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- [Narrator] The Tennessee Suicide Prevention Network offers no-cost training, referrals and resources to help people in need. If you or someone you know have thoughts of suicide, there is help. Resources at TSPN.org. - [Joe] This time on "Tennessee Crossroads" we meet a glass blowing, beer brewing artist in Knoxville, we'll travel to a Bon Aqua home of heavenly home cooking, then meet a Nashville guy who's discovered a creative use for crayons, and explore a Victorian mansion, now turned into a B and B over in Memphis. Hi everyone, I'm Joe Elmore. Welcome to this edition of "Tennessee Crossroads." Our first story's about a Knoxville artist with two passions which compliment each other. One starts out hot, glass blowing, the other ends up cold, brewing beer. Gretchen Bates has the story of this guy with a pretentious business. - So you start with the furnace and that's about 2100 degrees. So you gather that up. Now it looks bright orange but that's just because the intense heat, that's crystal clear glass. - [Gretchen] Glass has been an important part of Matthew Cummings life for more than a decade, but not the most important. - Glass blowing brings me lots of joy but not as much joy as my beautiful wife. She literally was getting onto me this morning about never mention her. - [Gretchen] Matthew is a study in contrasts. He owns Pretentious Glass and Beer Company, even though he's about as unpretentious as you can get and while he spends his days turning molten sand into art- - [Matthew] I went to school to become an architect, trying to do something more respectable and then had to take an elective and it was either ceramics or glass and so I begrudgingly enrolled in glass and that's what I've been doing ever since. It's like a very active form of meditation. Like you go in and you start blowing glass and you don't think about Facebook, you don't think think about all the problems. Like you're in the moment and you're just syncing up with that material. It's really old world. There's that apprenticeship system is still there. Like you can't read about it or watch videos about to learn how to do it. You have to get in, you have to put the time in, you have to sweat, and with glass blowing, it's an honest material. You put the time in with your hands and you become good. - [Gretchen] Good doesn't begin to describe Matthew's talent. It goes far beyond glasses. - My background is actually sculpture so when you come into Pretentious Glass down in Old City, we have everything you can possibly imagine made outta glass. We have vases, we have pendant lights, we have sculptures and then of course, all of the beer glasses that we're known for and the wine glasses and all the glassware. - [Gretchen] Those beer glasses were actually the inspiration for the Pretentious name, not that the name is pretentious. I mean, it is Pretentious. I'll let Matthew explain. - My friends, we imbibed a little too heavily and then that's when like either all the really good ideas start or the really bad ideas start. I think we can say this was a pretty good one in hindsight. So one of my buddies was like, "Matthew, you should make us some beer glasses." I was like, "No! "I make sculpture. "I don't make glassware," but I was like, "well will you buy it?" And they were like, "Yeah, yeah, yeah." So I made them the tailored hoppy glass. It's the very first Pretentious Beer glass and you come in and you could actually get your hand print engraved into a glass. Like, it fits like a glove. And they just start giggling. All these grown men just giggling and they're like, "This is so pretentious! "We have our own tailored beer glasses "for our bottle share club." And so whenever I decided to like give that a try and see if craft beer glasses would stick, I kept going back to that moment to come up with the name. - [Gretchen] That magic moment, which lead to to Pretentious Glass, could lead to magic for you as well. - [Matthew] We offer make-your-own workshops every Friday and Saturday night. Those typically go from 7 to 9. I would definitely recommend getting reservations. You get to design your own glass, beer, wine, water glass, or we do ornaments and flowers and pumpkins. You design it and then you get to come in to the hot shop, learn about glass and then also help us make it and do as much as you can possibly do in that time period so that we can still get something nice for you. - After your creative fires have cooled, pop in next door to wet your whistle with a work of art. - [Matthew] Craft beer, it's a piece of art purchased a pint at a time so that like let's us be able to share our passions with even more and more people. - [Gretchen] We've established Matthew's passion for beer and glass. They bring him joy. - But not as much joy as my beautiful wife. - [Gretchen] Right, but Matthew surmised that combining his passion for glass and beer would increase said joy, thus Pretentious Beer Company was born, which lead to a pourtenious number of beers. - We've made almost, hey, Will, how many beers have we made? Alex? - [Man] Probably 250 or something. - Two, like 250 different beers. - [Gretchen] Which leads us to the story of a man named Brady. - Will Brady, brewer and maintenance supervisor. That's high. That's a good first run in there, yeah. It's probably gonna be like 17 and a half. I think we're always trying to one up ourselves. Not anybody else with me, but always one up ourselves. They say that repetition may be the enemy of invention but I don't believe that because we do a lot of repetition and just do minute tweaks so a beer that's really good, we mighta brewed that nine times to get it there. So from day one, it's always been very easy to just fall into this role where we can just sit around and have fun all day and then work kinda gets done. - [Gretchen] But the work will never be done, not as long as there's inspiration for a new beer or a custom glass to enhance its flavor. - We definitely use the craft beer as like a gateway to get people into and exposed to craft and exposed to the art in Knoxville, where they come in for the beer and they're like, "Oh, and you can go next door and watch glass blowing" and so many people have never seen glass blowing before and it's like . We wanna be the only place in the world where you can come in, drink beer made in house outta glasses made in house and watch everything being produced. The tap room is the brew house and the glass blowing studio is all open concept so on Friday and Saturday nights, you can come in, try some beers, walk next door, sit down, hang out, watch some glass blowing, and literally watch them making beer glasses right in front of you. It's pretty magical. It's fun. - Thanks, Gretchen. To many of us, the term tea room conjures up images of little finger sandwiches and scones and little dainty cups of tea. Well, you can get tea at the Beacon Light Tea Room as long as it's iced tea. What attracts people there is the sumptuous Southern cooking, fried chicken, country ham, red eye gravy and biscuits. Well, here's what I mean. Before Interstate 40, Highway 100 was a main route from Memphis to Nashville. Then, as now, the Beacon Light Tea Room has been a roadside haven for hungry travelers. - We like to make people feel comfortable and at home and give them a good meal. 20, we'll have it ready, okay? Thank you, bye bye. - [Joe] Kim Winn and her husband bought the place in 2008 and today not much has changed since it first opened near Bon Aqua in 1936, especially the signature biscuits, preserves, country ham and fried chicken. These days, the Beacon Light is a dining destination, especially for folks who wanna get away to the country for what's like a visit to Grandma's house. - And the people. It's just like family coming here. - [Joe] The restaurant's Southern fried chicken is almost legendary, specially prepared so it's crispy on the outside and juicy on the inside. - You have to cook it in a cast iron skillet. That's the secret. That's just the old time way to, that we all grew up knowing how to fry chicken and that's what we do here. We have skillets going all the time. - [Joe] Oh, and just before it's served, each piece gets a short dip in the deep fryer for a little extra crunch. - [Joe] You haven't jumped on that so-called hot chicken bandwagon yet, have you? - No, no. We're trying to stay away from the hot chicken. The other chicken keeps us pretty busy. - [Joe] Now even before placing your order, you'll get a basket of Beacon Light biscuits which garner rave reviews from food critics and customers alike. You have a special recipe for that? - Oh, we do. We do have a special recipe for that. Lard and buttermilk. I think that's what makes them. - [Joe] Lard and buttermilk. - Lard, not shortening or vegetable oil, lard, yeah. - [Joe] Okay! Now the homemade biscuit toppings are not jellies, not jams. - It's preserve so it has more of a liquid consistency to it and we just put the fruit in and sugar and just let them cook and they're really good over some hot biscuits. - [Joe] And a lot of customers wanna take some home. While fried chicken rules the roost on the menu, country ham and red eye gravy run a close second. In case you've never tried to cook this Southern classic, well Kim's gonna take you through the steps. - We put a little butter with the ham and a touch of hot sauce in there, and you let that sear to the skillet and then you add a coffee water mix to this and just stir it and then you let that come to a little boil. The boiling pulls the salt outta the ham to give it that flavor. And then it'll be ready for a seat, okay? - It's not just everywhere that you can go and get country ham and red-eye gravy, but it's my favorite. If I come in the morning or in the afternoon, evening, it's usually scrambled eggs and country ham. - [Joe] It goes without saying many customers are regulars and they don't mind the extra miles required to reach this roadside gem. - [Kim] We have people from all around that come to see us. Memphis, Nashville, several that come from even outta state when they're coming to visit Tennessee. - We love the food. It's consistent, friendly, can't get it in the city, and we just love the restaurant and we love the people. - [Joe] Jim Lavine's a regular who loves the place so much, well, he recorded a song about it for charity. ♪ Built in 1936 from a lot of stones and a bunch of sticks ♪ ♪ 75 years and still is going strong ♪ ♪ So if you're hankering for Southern cooking ♪ ♪ Where every waitress is so good looking ♪ ♪ This is just the place where you belong ♪ - [Joe] When you're open six days a week, well you have to put in plenty of hours of hard work but for Kim Winn, the happy faces of satisfied customers make it all worthwhile. - I do love it and the customers that come in here, there's so many of them that are repeat customers and you just, you get to know them. I think that's just the atmosphere that we want the Beacon Light to have. ♪ Under that Beacon Light sign ♪ - Remember that new box of crayons you got when you first started to school? The vivid colors, the feel, the smell when you opened that box for the first time? Well, Nashville artist Herb Williams remembers. In fact, he uses crayons every day in some unusually creative ways. Rob Wilds takes us to meet him. - [Rob] Herb Williams spends a lot of time cutting up crayons. Lots of crayons. - I get them in cases of 3,000 to a single case in 50 pound cases directly from Crayola, and I tried making my own for a while, but I couldn't get, there's a particular scent in Crayola that I just felt like I was faking it 'cause I couldn't get them to smell right and so I just started ordering from them and I became a wholesaler and I've got millions now. - [Rob] But this isn't vandalism or even therapy. It's the beginning of creation which began for Herb when he was a kid with a fixation. - I was that strange kid you'd see who would carry around a fruitcake tin that you'd get for Christmas because I would use my crayons so much. They were like all in there and they're all nibbled down to just nubs because as soon as I would get them I would draw with everything and just wear it all down so I had to keep them all together. - [Rob] And an obsession. - We lived out in the woods and we had big red clay cliffs out there and I would take my Bowie knife and I would carve into the cliffs to try and make my own little Mount Rushmore or something but it was very satisfying even then and it wasn't anything permanent or anything. The rains would wash it away but I think it, at that age, just seeing that I needed to do something. It was something I couldn't not do. - [Rob] And now years later, as a kid masquerading as an adult, Herb decided to return to that box of crayons. - This should be plenty. I'll have to sculpt a form out of a clay or wood and then coat it with fiberglass to protect it and then paint it to look how I want it to look and then I'll cut down thousands of crayons with usually, oversized dog toenail clippers are the best, and then we'll take them and bond the crayons to the form using this archival glue I get outta Texas, man. Man, everything's bigger in Texas. They just make it how you need to be and it bonds the paper to the form like an egg shell and really protects it 'cause I have to take a chisel to make changes. And it's fun. I love what they do to the surface. Whether I use the ends of the crayons or the tips or the butts of them, will really change the whole look of it, make it more kinetic or more illustrative and that's a lot of fun to play with 'cause there's such promise in that little box of crayons that everybody gets because there's so many possibilities before you even put one to the paper. And that's a lot of what drove me to work with like the whole stick of the crayon because when you put it on the paper, it's never as saturated, as rich, and thick with pigment as it is in that stick and there's just something so primally satisfying about working with it and working with hundred of thousands of them. - [Rob] Yes, Herb loves his crayons, each one a pinpoint of color and texture and then there's that other thing that draws him. - I think it's the smell too, because you're immediately, it's hard for me to smell them anymore now that I'm, I got millions in here, but it's really satisfying, man, because it is, it takes you back to when you could do anything or you were whatever you wanted to be at that moment. You didn't have all these preconceived notions. You didn't know to much. You knew just enough to be dangerous. And I love thinking that way because crayons are a gateway drug. - When you were a kid in kindergarten and you were playing with your crayons, your teacher might've said, "Hey, don't color outside the lines." Well, this is one crayon artist who's not afraid to color outside the lines or even outside the building. - I do these graffiti animals all around town at my favorite watering holes, like at my favorite pub or restaurant, place that I like to frequent and I'll go and paint like a deer or a fox on a wall over there because being in the urban jungle, I miss, like I wanna see like a little animal walking around. It's strange but being from the, being a redneck in the woods and then living in a very urban environment with a lot of traffic, I yearn for things that are wild. - [Rob] Herb's got 20 or so of these animals painted around Nashville and although they aren't made with his beloved crayons, they share Herb's common goal. - Trying to make myself laugh and trying to have fun, 'cause that's just, I don't know. I don't think we have enough fun. We need to set things aside to have more fun and that's what I'm trying to do. - [Rob] Sure, and also trying and succeeding at creating unique works of art that make us smile and think and remember when we were kids and the world waited inside a crayon box. - Thanks, Rob. If you're planning on spending a night in Memphis soon and you wanna pamper yourself, well this next story's for you. Danielle Allen discovered a gorgeous Victorian mansion in the Bluff City that offers old world charm and modern day conveniences. Let's take a look. - [Danielle] Here's a place where you can step into the 19th century and lay down in modern luxury. The James Lee House in Midtown Memphis was built in the 1800s. Today, it's a bed and breakfast with a distinct style. - [Jose] Now we tried to, on the first floor, to bring the house back to what it would have looked like in 1872 when the house was completed. We were very blessed that some key features like these beautiful mirrors, all the fireplaces are original, so we didn't have to go shopping for those. - [Danielle] This B and B is owned by Jose Velazquez and his wife, Jennifer. They make sure the house pays homage to the past and the present. - We have one picture of the house in 1890 in this room that gave us kind of a vision of what the room at least looked like and so we tried to do that in this room and in the dining room and then we had a lot of freedom in the bedrooms and the second floor and the third floor to really bring together history, luxury, and the 21st century amenities. - [Danielle] Oh, and did we mention the bathrooms? - [Jose] The bathrooms are not only luxury bathrooms but really exude the kind of grandeur of a house like this but with everything new. - [Danielle] With the living area that holds true to the style of the 19th century and bedrooms that rival any luxury hotel, the James Lee House is more than just a place to stay, for many, it's one of the highlights of their vacation, but if you think the decor is intriguing, you should hear the history. - [Jose] Well the house was added on to, expanded, three times. The very back of the house was actually built in 1848 and it was a simple farmhouse. If you can imagine in 1848, this was farmland outside of the city of Memphis. Just a few years later, in 1852, Mr. Charles Wesley Goyer built another small farmhouse. In fact, the dining room that you see right behind me was the second house that was built here in 1852 and those houses sat next to each other for about 10 years and then they were joined together just for practical purposes so they didn't have to go outside to go to the other part of the house. - [Danielle] The expansions to the house were completed in 1872. The property would eventually be owned by three different families and later serve as the Memphis College of Art, but when the school moved to a new location, this house that was once bustling with activity grew silent. - So the house was vacant for 56 years. During that time, the folks that run the museum next door were very good caretakers and just really did everything they could to keep the house from really falling apart. Had they not intervened from time to time during those 50 years, the house probably would not be here. - [Danielle] Fortunately it was still here and in 2011, Jose and Jennifer bought the abandoned house from the city of Memphis. They spent two years planning the renovation but they only had one year to complete the project. It wasn't easy, but they got it done. - [Jose] This room was probably one of the most challenging things, dealing with the plaster, dealing with the beautiful ornate moldings. I kind of assumed that would be a little bit easier to replace, recreate the pieces that were missing, and it became really a significant challenge. We went through two plaster experts that were not able to do the project and after that I was very concerned that we would end up with those gaps in the space and that we would have to call them character. - [Danielle] As for the third floor? That's the space Jose and Jennifer call home. This allows them to be available to their guests any time of the day which is something Jose is very proud of. - One of the things that I think we have the luxury in a sense of being able to bring to the B and B experience is that this is all I do. This is my full time job and I am here 24 7 for our guests. So you really will have in the experience of staying here with us, the ability to have a Memphis experience specifically formulated for you and for what you want to be while you're here. - [Danielle] And if what you want is a gourmet breakfast, well, you're in luck. There's a passion for cooking in this house and it's evident every time you sit at the table. - We both work every morning to create something new. If you stay with us 10 days, you're gonna have a different breakfast every day, three course meal that's prepared just for you. If you have dietary restrictions, just simply don't like some things, we work with you to make sure those things are not in front of you on the table and that you have a very special breakfast every morning. - [Danielle] This family has wanted to own a bed and breakfast for years and the James Lee House is the perfect place to live out that dream. It's also the perfect spot for travelers to experience luxury and Southern hospitality. - That interaction, individual interaction, with folks and helping them have the most unique and exciting experience in Memphis possible so that when they leave here, most of the time, there's a hug, there's, "You've got my address. "When you're in London next time, come and visit us." There aren't many jobs out there that afford you that kind of opportunity to enjoy people, to make new friends, and to also really put your city that you're very proud of at the top of the list for all these folks and so, I mean, what else would you wanna do? - Well thanks, Danielle, and thank you folks for joining us the past 30 minutes. Hope you enjoyed it. Hope you'll check in on our website from time to time, TennesseeCrossroads.org, follow us on Facebook, of course, and by all means, join me right here next week. See you then. - [Narrator] The Tennessee Suicide Prevention Network offers no-cost training, referrals and resources to help people in need. If you or someone you know have thoughts of suicide, there is help. Resources at TSPN.org.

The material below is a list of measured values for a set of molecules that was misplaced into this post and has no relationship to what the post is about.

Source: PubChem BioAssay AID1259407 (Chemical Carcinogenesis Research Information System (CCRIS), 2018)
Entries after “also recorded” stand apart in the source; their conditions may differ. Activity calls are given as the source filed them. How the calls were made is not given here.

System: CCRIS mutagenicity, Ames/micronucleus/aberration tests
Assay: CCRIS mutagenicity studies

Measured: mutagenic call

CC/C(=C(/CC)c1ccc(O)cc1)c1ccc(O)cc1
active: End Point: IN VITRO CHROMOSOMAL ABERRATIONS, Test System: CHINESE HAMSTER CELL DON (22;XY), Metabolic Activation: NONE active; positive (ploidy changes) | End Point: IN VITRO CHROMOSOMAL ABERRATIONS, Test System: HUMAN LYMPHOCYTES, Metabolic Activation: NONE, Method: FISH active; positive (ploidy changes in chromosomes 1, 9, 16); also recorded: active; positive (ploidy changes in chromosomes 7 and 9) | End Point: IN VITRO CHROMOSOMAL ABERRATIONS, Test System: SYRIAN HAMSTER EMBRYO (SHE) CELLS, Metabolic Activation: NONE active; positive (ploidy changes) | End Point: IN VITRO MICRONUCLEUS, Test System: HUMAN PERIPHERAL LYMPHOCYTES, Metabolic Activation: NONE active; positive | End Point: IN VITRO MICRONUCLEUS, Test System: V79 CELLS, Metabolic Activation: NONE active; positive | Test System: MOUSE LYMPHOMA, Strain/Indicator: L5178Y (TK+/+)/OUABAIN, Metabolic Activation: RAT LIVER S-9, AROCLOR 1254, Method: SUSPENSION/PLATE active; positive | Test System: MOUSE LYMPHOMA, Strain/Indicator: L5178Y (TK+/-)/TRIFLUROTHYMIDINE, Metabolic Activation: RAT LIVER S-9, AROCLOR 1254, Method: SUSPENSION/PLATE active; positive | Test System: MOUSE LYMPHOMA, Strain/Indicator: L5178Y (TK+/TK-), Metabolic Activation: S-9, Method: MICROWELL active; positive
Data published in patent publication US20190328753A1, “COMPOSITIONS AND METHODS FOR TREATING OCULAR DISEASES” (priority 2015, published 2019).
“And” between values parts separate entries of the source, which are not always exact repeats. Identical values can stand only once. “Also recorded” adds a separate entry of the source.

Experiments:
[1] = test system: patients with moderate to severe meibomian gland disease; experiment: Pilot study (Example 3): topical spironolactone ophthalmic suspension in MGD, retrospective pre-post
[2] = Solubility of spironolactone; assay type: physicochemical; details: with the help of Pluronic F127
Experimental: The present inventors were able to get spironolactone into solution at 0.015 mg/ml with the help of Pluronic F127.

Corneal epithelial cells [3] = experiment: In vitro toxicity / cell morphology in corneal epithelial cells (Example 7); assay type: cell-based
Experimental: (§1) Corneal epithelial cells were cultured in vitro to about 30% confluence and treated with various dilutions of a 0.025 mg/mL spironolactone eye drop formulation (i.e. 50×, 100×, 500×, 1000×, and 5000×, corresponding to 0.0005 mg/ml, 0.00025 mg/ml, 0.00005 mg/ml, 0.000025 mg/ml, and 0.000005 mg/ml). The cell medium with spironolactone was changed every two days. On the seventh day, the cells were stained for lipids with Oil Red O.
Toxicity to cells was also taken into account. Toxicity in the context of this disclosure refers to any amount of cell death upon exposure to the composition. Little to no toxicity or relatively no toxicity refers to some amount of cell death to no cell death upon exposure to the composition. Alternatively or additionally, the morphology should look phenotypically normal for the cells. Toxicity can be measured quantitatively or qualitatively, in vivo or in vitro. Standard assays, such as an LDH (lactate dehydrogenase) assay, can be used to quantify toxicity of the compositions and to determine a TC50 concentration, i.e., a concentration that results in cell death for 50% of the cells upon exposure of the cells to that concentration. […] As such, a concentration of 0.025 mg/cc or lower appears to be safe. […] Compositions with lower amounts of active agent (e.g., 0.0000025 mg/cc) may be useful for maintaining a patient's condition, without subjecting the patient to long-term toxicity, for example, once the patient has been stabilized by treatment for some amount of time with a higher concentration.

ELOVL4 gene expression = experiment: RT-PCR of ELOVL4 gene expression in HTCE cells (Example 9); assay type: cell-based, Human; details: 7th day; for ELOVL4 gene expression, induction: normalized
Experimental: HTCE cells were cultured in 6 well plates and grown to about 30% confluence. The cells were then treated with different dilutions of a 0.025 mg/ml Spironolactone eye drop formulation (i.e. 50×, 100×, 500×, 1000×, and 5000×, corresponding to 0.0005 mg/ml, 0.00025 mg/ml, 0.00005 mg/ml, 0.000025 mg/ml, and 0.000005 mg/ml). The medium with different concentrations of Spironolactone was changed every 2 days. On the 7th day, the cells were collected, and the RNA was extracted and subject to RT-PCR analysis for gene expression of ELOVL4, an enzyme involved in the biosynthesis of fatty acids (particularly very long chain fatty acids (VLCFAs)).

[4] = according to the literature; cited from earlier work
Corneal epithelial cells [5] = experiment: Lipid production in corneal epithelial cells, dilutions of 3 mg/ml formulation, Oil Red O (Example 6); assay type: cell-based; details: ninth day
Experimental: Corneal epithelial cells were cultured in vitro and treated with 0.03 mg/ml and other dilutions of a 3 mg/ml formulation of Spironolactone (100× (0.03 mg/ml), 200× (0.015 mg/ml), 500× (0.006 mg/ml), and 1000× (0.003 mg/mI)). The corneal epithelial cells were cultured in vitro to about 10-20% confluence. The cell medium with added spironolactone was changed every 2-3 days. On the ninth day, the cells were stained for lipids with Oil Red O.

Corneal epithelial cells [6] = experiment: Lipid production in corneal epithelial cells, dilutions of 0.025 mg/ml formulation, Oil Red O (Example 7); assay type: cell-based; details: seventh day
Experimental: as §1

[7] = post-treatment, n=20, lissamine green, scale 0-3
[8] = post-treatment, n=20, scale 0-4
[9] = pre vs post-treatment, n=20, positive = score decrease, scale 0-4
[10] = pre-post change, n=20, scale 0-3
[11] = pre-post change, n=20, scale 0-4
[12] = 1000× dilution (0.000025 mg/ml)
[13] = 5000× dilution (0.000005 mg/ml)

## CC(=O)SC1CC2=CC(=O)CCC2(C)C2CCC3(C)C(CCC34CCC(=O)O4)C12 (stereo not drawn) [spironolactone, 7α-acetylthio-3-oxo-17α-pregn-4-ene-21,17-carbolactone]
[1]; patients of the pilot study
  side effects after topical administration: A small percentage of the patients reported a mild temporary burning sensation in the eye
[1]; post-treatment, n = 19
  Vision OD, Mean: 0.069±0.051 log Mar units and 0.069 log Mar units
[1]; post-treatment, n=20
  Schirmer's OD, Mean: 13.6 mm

June 25, 2020
Season 33 | Episode 42
This week on Tennessee Crossroads, meet a glass artist and craft brewer in Knoxville. Visit a Southern cooking destination in Bon Aqua, in business since 1936. Discover a Nashville Artist who uses crayons in an unusual way to create equally unusual pieces. Finally, check into a Memphis mansion turned B&B. Brought to you by Nashville Public Television!